Apart from his newest effort, The Feudal Spirit, Boston fingerstyle guitarist Rob Noyes has only one other release to his name: Demo 2014. Nevertheless, The Feudal Spirit is a fully realized and cohesive piece of work, housed in an immaculate handmade black-and-white LP sleeve that seems destined to become a collector’s item.
Any time an artist follows in the footsteps of the late John Fahey, he or she is inevitably tagged an “American primitive”, a label that has sometimes confused me. There’s nothing primitive about the amount of notes and harmonies that a musician such as Noyes conjures on a 12-string scramble like “Blather”, or on meditations such as the title track. Actually, The Feudal Spirit wraps up in under 35 minutes, making it go by all too quickly if you’re caught up in something else.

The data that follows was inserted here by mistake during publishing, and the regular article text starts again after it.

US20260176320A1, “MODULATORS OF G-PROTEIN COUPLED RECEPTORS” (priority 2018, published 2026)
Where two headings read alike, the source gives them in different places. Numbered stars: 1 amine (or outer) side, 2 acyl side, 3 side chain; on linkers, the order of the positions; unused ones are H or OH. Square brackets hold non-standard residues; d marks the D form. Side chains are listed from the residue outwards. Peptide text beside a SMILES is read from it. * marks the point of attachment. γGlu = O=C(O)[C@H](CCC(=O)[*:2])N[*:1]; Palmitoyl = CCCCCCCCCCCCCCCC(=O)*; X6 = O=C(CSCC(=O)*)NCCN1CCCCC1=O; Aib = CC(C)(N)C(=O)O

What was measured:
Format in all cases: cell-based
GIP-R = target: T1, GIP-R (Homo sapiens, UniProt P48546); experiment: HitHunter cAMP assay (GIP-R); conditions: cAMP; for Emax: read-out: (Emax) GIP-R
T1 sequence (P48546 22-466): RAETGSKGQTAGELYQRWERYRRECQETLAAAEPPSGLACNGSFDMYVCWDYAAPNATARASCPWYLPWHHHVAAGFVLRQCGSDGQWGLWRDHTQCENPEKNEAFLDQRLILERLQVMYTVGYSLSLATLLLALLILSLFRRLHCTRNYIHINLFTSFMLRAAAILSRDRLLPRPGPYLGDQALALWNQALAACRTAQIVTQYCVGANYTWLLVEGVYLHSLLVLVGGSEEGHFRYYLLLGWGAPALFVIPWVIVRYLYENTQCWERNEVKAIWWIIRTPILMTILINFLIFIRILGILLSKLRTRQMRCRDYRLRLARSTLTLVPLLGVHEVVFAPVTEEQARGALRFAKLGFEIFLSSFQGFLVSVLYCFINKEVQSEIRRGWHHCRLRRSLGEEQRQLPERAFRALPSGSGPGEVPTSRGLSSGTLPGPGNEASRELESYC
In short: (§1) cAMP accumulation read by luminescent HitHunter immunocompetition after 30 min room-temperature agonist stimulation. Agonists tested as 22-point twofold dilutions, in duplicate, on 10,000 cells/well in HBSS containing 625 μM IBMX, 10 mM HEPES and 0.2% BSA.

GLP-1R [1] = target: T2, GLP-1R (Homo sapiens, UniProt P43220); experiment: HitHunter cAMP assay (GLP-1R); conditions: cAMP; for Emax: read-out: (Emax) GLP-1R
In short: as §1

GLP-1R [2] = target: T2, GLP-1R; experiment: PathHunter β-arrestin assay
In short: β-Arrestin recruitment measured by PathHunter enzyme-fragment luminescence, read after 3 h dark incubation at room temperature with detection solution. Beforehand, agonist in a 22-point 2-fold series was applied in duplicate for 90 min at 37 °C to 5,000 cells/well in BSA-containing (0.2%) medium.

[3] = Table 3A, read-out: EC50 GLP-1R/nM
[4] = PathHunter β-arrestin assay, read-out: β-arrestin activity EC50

I certainly don’t want to give the impression that Rob Noyes has reached his peak so very early, lest such a claim ends up discouraging anyone from checking out his later releases. But if he has more pieces of warmth combined with driving drama à la “Soft as Lights” waiting in his back pocket, then he’s on his way to joining the current fingerstyle Americana elite. After all, Glenn Jones gave Noyes props for a reason.
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